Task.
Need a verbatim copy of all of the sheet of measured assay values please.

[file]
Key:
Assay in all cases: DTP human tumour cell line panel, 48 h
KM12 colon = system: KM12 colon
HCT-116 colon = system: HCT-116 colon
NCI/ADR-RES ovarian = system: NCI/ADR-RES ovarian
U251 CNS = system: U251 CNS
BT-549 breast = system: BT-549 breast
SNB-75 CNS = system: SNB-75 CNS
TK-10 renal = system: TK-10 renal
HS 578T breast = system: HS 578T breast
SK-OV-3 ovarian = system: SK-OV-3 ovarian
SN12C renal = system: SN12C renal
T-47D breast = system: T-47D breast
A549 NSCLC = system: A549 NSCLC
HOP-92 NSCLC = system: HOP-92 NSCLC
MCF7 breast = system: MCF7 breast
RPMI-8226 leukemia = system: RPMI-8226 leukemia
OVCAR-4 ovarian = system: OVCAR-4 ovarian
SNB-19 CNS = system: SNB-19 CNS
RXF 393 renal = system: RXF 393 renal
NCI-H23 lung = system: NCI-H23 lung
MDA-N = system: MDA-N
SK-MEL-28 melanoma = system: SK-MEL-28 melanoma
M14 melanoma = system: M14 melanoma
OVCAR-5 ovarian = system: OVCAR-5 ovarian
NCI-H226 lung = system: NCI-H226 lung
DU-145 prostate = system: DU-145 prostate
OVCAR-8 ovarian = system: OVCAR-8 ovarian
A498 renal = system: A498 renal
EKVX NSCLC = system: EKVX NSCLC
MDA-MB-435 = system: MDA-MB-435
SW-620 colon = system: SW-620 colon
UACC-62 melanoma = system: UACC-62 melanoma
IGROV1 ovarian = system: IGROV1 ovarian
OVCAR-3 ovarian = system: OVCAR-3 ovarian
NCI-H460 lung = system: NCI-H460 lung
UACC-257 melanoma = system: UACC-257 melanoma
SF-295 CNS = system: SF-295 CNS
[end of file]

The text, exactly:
Key:
Assay in all cases: DTP human tumour cell line panel, 48 h
KM12 colon = system: KM12 colon
HCT-116 colon = system: HCT-116 colon
NCI/ADR-RES ovarian = system: NCI/ADR-RES ovarian
U251 CNS = system: U251 CNS
BT-549 breast = system: BT-549 breast
SNB-75 CNS = system: SNB-75 CNS
TK-10 renal = system: TK-10 renal
HS 578T breast = system: HS 578T breast
SK-OV-3 ovarian = system: SK-OV-3 ovarian
SN12C renal = system: SN12C renal
T-47D breast = system: T-47D breast
A549 NSCLC = system: A549 NSCLC
HOP-92 NSCLC = system: HOP-92 NSCLC
MCF7 breast = system: MCF7 breast
RPMI-8226 leukemia = system: RPMI-8226 leukemia
OVCAR-4 ovarian = system: OVCAR-4 ovarian
SNB-19 CNS = system: SNB-19 CNS
RXF 393 renal = system: RXF 393 renal
NCI-H23 lung = system: NCI-H23 lung
MDA-N = system: MDA-N
SK-MEL-28 melanoma = system: SK-MEL-28 melanoma
M14 melanoma = system: M14 melanoma
OVCAR-5 ovarian = system: OVCAR-5 ovarian
NCI-H226 lung = system: NCI-H226 lung
DU-145 prostate = system: DU-145 prostate
OVCAR-8 ovarian = system: OVCAR-8 ovarian
A498 renal = system: A498 renal
EKVX NSCLC = system: EKVX NSCLC
MDA-MB-435 = system: MDA-MB-435
SW-620 colon = system: SW-620 colon
UACC-62 melanoma = system: UACC-62 melanoma
IGROV1 ovarian = system: IGROV1 ovarian
OVCAR-3 ovarian = system: OVCAR-3 ovarian
NCI-H460 lung = system: NCI-H460 lung
UACC-257 melanoma = system: UACC-257 melanoma
SF-295 CNS = system: SF-295 CNS